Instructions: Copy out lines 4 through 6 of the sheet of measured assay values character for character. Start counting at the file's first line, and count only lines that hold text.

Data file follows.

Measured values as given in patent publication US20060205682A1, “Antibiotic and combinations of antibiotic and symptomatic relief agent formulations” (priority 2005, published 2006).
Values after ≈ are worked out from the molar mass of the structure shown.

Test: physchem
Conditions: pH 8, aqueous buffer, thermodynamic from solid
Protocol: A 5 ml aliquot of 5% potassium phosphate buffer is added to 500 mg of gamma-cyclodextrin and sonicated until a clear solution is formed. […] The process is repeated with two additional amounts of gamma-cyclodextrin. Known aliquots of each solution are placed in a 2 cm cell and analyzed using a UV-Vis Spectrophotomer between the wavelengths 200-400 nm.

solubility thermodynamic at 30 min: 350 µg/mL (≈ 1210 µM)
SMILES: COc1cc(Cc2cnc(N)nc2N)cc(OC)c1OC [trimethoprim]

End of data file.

Conditions: pH 8, aqueous buffer, thermodynamic from solid
Protocol: A 5 ml aliquot of 5% potassium phosphate buffer is added to 500 mg of gamma-cyclodextrin and sonicated until a clear solution is formed. […] The process is repeated with two additional amounts of gamma-cyclodextrin. Known aliquots of each solution are placed in a 2 cm cell and analyzed using a UV-Vis Spectrophotomer between the wavelengths 200-400 nm.

solubility thermodynamic at 30 min: 350 µg/mL (≈ 1210 µM)